The internet will be “radically re-imagined” as a result of the extension of top level domains (TLDs).
Plans are currently in place that will see up to 1,000 TLDs added to the internet. A range of proposals are currently being considered, such as .app and .zulu and the Internet Corporation for Assigned Names and Numbers is hoping to come up with a finalized list soon.
However, the New Republic has stated that this could present a number of challenges for owners of the traditional behemoths of the market – .com and .net – while two letter country-specific domains could benefit from the move.
Online expert Nigel Roberts stated: “We’re looking forward, in a way, to the new environment. Even the publicity so far, it’s made the people at home and abroad used to the idea that .com is not the only fruit.”
The greater diversity that is being encouraged in the sector will mean that businesses have to be more aware of cases of cybersquatting too. Some people will acquire URLs in bad faith so they can redirect web traffic to a competitor.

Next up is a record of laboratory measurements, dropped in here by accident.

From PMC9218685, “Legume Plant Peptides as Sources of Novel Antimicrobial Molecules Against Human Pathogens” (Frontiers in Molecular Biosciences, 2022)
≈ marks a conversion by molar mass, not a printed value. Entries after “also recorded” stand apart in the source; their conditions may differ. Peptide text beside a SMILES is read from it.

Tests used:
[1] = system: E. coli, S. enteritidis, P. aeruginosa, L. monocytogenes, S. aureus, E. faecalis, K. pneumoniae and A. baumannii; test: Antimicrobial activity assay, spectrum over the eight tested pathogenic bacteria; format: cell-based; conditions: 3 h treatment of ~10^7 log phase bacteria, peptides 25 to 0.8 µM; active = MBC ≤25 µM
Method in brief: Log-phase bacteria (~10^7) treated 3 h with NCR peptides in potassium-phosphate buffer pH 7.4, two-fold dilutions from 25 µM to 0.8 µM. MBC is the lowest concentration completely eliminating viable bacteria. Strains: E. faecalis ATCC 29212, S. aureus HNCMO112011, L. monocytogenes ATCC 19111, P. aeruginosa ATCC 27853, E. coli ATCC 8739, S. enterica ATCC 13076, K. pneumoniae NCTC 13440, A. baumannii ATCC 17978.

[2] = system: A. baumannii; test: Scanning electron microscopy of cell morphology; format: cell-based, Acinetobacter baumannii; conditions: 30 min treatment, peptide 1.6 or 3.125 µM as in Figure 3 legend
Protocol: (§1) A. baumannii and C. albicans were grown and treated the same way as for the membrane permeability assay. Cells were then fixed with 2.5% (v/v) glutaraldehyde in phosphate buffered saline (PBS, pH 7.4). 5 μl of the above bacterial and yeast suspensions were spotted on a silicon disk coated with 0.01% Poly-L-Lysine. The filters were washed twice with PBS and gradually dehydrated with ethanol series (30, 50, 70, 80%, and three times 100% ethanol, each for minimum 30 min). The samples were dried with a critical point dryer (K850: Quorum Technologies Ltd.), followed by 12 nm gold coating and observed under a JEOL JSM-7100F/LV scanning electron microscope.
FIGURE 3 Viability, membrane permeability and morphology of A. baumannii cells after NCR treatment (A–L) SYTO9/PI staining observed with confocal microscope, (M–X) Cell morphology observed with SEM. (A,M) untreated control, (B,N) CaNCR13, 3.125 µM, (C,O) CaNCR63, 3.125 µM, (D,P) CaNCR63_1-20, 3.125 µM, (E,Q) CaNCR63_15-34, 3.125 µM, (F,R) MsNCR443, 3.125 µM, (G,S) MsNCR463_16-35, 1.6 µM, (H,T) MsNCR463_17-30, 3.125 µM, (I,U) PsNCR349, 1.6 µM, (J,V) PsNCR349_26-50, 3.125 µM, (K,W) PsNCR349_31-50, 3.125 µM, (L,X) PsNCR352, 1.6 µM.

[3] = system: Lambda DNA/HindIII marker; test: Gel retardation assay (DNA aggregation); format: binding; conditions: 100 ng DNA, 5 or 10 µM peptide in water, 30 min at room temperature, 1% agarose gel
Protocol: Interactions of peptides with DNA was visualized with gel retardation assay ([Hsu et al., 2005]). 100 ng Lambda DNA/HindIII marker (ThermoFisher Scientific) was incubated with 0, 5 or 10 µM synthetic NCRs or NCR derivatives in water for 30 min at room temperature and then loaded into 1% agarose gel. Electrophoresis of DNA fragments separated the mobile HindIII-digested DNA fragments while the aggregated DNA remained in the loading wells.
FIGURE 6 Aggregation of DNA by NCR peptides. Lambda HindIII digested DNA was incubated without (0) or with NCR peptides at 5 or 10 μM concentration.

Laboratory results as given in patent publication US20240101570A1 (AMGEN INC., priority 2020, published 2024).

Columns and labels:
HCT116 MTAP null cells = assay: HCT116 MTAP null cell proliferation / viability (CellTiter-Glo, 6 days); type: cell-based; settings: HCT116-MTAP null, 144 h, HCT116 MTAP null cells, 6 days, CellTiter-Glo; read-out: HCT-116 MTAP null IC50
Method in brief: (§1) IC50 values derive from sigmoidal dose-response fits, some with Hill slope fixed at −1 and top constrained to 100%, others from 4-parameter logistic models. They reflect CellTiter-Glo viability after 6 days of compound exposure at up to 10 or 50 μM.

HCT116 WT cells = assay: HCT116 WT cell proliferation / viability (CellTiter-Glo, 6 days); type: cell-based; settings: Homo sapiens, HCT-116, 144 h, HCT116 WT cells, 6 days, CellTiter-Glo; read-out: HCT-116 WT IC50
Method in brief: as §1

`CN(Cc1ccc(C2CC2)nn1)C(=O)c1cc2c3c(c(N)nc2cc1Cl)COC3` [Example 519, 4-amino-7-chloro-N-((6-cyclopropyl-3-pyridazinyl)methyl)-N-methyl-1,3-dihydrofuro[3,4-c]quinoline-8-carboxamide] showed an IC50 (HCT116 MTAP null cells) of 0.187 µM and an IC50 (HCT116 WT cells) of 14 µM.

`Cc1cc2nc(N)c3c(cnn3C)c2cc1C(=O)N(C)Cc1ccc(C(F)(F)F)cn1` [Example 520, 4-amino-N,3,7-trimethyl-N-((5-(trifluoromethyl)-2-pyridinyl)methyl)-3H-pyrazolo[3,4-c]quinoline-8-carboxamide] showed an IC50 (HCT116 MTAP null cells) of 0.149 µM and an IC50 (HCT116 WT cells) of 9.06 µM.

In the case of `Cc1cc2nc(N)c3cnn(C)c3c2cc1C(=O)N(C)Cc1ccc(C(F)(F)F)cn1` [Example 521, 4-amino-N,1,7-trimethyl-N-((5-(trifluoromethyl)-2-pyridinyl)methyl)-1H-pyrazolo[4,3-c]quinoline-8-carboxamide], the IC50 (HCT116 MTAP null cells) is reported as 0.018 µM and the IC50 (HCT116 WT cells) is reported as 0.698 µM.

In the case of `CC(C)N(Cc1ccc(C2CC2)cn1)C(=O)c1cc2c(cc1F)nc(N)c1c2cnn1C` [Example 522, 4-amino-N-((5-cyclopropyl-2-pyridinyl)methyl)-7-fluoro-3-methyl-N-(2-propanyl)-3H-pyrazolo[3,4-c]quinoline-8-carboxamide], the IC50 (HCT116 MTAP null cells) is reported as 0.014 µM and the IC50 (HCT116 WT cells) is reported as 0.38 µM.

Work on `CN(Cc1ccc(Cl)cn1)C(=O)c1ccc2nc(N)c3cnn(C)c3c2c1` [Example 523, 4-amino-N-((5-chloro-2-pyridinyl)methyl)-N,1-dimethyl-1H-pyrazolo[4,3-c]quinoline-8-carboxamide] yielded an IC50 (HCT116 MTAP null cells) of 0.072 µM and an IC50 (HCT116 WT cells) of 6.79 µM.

In some cases, firms will be able to use the Uniform Domain Name Dispute Resolution Policy (UDRP) in order to force cybersquatters to transfer the domains across. However, lawyer Sean Comerford expects this kind of issue to crop up on an increasingly common basis.
Writing in Circle ID, he noted the “unprecedented increase in the size and scope of the internet’s naming convention system” means that arbitrators may be forced to reevaluate how they consider the merits of a UDRP claim.
He thinks a more flexible system will have to be introduced to cope with the new challenges.
When using the internet, brand protection is essential for companies. Because of the additional domain names that will be on offer, firms may find that they have to purchase many more URLs to ensure people conducting searches will be directed to the right site.